Baylor Scholar Completes First Translation of New Testament from Jesus' Primary Language into Arabic

November 8, 2012
Arabic New Testament

Abdul Massih-Saadi, lecturer in Arabic, completes "a good struggle" by translating New Testament into Arabic from original texts.
(Baylor University photo)

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WACO, Texas (Nov. 8, 2012) - A former monk/civil engineer/business manager, who now teaches Arabic at Baylor University, has translated the New Testament for the first time into Arabic -- one of the fastest-growing languages on Twitter -- directly from what most scholars believe was Jesus' primary language.
Arabic is the world's fifth most common language, according to Wikipedia, and enrollment in its study has soared at U.S. colleges and universities, according to the Modern Language Association.
Abdul-Massih Saadi, Ph.D., a lecturer in Arabic in Baylor's College of Arts & Sciences, said his 12-year undertaking has been "a good struggle" to translate the text into two versions -- Modern Standard Arabic as well as a colloquial Arabic dialect -- in the volume.
Saadi's 800-page project meant not only poring over original texts rather than the English of the King James Version or the New International Version, but also holding the colloquial Arabic version up for scrutiny by people ranging from educated to illiterate to be certain it meshed with the language they speak and understand -- including idioms.
"Our translation is the first Arabic Bible based on Eastern Bible tradition, namely the Syriac," said Saadi, who is from Aleppo, Syria. "Most unique in this project is the Colloquial Arabic Version, with the colloquial is known as Mardini."
The term Syriac refers to one Aramaic dialect in which Christian literature was written. Evidence from the second century A.D. indicates Aramaic-speaking Christians undertook translating the Hebrew Bible and the Greek New Testament into Syriac, he said.
"The Syriac translation of the Greek New Testament restores many of Jesus' expressions in the language He spoke," Saadi said. "The Lord's Prayer, for instance, is as close as it possibly can be to the very words of Jesus Himself. It is natural to think that those early Aramaic-speaking Christians had memorized the Lord's Prayer in its original form and that the translators wrote their memorized Aramaic version as they were consulting the written version in Greek."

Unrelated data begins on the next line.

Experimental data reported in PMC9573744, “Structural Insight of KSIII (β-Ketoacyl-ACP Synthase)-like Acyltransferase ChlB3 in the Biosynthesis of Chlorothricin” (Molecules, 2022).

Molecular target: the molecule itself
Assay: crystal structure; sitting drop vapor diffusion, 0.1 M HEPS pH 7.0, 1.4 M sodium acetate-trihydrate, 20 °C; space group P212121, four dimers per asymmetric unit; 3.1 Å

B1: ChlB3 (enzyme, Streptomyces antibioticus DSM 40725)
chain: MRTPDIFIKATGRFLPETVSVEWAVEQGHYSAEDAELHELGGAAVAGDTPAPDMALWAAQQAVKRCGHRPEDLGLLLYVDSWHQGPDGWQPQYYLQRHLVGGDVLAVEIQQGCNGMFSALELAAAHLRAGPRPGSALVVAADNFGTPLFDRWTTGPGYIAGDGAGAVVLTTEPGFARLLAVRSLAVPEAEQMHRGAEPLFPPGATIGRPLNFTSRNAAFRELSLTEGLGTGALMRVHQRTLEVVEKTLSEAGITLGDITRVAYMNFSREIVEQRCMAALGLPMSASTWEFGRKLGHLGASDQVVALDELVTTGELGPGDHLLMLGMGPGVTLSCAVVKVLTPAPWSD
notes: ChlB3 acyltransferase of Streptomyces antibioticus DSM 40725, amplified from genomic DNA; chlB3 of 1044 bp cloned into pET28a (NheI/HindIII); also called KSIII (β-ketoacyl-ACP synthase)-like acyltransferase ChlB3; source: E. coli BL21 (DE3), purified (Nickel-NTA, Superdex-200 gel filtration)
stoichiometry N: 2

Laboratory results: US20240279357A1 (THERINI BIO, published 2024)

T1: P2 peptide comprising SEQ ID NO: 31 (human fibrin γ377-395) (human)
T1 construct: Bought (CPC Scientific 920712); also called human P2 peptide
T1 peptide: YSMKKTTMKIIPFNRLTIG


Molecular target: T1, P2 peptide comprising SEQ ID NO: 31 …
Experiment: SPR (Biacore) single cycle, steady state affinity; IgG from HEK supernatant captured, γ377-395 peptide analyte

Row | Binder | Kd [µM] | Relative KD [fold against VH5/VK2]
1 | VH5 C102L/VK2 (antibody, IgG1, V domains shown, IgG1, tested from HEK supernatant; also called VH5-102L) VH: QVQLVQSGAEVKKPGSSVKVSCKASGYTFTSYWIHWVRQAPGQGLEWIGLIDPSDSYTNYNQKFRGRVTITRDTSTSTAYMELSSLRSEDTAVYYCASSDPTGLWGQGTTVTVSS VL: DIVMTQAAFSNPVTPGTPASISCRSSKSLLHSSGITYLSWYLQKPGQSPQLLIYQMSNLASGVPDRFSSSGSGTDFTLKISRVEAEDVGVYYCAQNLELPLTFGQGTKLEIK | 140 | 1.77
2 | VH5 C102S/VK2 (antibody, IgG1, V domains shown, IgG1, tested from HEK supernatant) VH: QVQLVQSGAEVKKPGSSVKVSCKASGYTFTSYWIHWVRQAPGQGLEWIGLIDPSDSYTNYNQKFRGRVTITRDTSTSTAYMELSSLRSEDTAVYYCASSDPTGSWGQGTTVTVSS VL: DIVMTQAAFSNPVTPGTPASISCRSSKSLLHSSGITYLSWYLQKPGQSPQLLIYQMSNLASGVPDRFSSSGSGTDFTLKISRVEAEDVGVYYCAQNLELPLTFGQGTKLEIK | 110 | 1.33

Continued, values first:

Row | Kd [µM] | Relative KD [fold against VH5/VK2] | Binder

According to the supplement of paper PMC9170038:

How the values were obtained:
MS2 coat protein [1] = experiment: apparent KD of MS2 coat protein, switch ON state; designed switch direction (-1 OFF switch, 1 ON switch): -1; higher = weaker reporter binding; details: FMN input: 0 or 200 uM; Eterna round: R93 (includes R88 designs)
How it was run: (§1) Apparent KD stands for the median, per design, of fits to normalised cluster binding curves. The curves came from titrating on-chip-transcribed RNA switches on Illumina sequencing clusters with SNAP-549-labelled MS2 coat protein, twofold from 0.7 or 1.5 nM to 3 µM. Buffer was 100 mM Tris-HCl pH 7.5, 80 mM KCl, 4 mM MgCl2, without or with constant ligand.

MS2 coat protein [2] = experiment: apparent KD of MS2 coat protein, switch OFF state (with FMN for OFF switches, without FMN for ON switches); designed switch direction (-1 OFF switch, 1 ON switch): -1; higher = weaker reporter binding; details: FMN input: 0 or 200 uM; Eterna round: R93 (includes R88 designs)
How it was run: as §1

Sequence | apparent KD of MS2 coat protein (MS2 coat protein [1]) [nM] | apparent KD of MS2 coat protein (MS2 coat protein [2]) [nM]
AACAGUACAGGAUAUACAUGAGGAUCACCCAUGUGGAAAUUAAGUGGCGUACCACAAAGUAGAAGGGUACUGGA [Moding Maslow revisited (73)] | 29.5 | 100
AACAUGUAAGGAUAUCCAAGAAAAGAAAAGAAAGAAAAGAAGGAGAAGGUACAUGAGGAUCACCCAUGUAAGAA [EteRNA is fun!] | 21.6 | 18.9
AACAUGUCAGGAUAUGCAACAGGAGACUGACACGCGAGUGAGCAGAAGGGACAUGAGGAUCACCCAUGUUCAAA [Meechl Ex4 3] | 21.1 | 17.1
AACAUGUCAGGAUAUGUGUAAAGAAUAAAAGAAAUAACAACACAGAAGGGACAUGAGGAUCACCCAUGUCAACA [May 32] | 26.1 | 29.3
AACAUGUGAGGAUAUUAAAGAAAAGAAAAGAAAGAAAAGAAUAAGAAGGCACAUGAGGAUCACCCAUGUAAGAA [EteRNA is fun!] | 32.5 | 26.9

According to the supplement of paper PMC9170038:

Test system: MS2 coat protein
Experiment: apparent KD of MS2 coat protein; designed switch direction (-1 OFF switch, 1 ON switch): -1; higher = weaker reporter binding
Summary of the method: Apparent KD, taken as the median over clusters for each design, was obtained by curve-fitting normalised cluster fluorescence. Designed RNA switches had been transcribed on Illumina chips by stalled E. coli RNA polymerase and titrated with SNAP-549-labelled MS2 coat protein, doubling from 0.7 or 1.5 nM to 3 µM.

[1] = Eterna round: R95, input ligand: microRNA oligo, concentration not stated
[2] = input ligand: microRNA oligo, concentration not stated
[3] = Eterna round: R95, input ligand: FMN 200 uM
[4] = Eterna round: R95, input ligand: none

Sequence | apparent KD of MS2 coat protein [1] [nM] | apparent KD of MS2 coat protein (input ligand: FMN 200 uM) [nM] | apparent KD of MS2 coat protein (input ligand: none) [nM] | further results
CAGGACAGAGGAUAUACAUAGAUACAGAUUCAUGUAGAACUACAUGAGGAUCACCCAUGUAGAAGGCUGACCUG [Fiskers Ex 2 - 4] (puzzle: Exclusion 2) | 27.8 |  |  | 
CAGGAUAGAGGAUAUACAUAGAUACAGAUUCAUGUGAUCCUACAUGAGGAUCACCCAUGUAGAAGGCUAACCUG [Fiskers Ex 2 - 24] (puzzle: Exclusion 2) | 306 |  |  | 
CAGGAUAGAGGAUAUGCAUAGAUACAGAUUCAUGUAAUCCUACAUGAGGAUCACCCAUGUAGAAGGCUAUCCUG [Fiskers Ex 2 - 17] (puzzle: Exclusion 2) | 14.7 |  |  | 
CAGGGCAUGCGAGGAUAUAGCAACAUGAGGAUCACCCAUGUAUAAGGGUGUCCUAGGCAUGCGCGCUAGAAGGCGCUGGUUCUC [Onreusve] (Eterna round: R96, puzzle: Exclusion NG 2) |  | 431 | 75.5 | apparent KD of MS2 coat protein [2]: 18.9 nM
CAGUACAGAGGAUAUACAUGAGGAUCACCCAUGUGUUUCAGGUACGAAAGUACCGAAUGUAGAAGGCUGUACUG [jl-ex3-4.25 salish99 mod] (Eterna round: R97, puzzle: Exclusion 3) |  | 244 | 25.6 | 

He said that Aramaic is "still a living language in Syria, Turkey and Iraq. Many Christian families there, including my wife's family and mine, speak it as their first language. There are even Muslims and Jews speak it as their first language."
Translating, done with the help of his mother and brother, was "a learning process and struggle toward understanding both obvious and hidden meaning of the original text in forms of poetical devices or local idioms, then transferring these same meanings in clear expressions, carrying modern poetical devices and modern local idioms when it was feasible," Saadi said. "We invested considerable time to check the whole translation with Mardini speakers. After reading a passage to a group of them, we asked them to repeat or comment on that passage. Their response was valuable for checking the accuracy and naturalness of the translation."
His mission stemmed in part from his first name -- Abdul-Massih --translated as "the Servant of the Messiah," he said.
"For many in the Middle East, the name is not merely identification but rather identity and responsibility. Even in my childhood, when I used to do something wrong, people would reproach me saying, 'Either change your behavior or change your name.'"
Saadi joined a monastic order at age 12 and spent 20 years there. He holds degrees in civil engineering, business management, theology and Eastern Christianity, and New Testament Studies. He said that in 2002, God called him to marry and raise a family, and he has two sons. He taught at the University of Notre Dame before coming to Baylor.
"It would be very difficult to over-emphasize the scholarly and spiritual significance of this," said Heidi Bostic, Ph.D., chair of the department of modern and foreign languages in Baylor's College of Arts & Sciences. "Dr. Saadi's scholarly work, and indeed his own life story, highlight the significance of Arabic-speaking Christians around the world."
Saadi's painstaking and lengthy scholarly journey was a spiritual one as well, he said.
"What is more blessed than dealing with God's Word with family and friends in God's world?" he asked. "God was the first translator of His Word to the world in an easy, natural, accurate and communicative way."
The volume (United Bible Societies and Aramaic Bible Translation) is expected to be available later this month.
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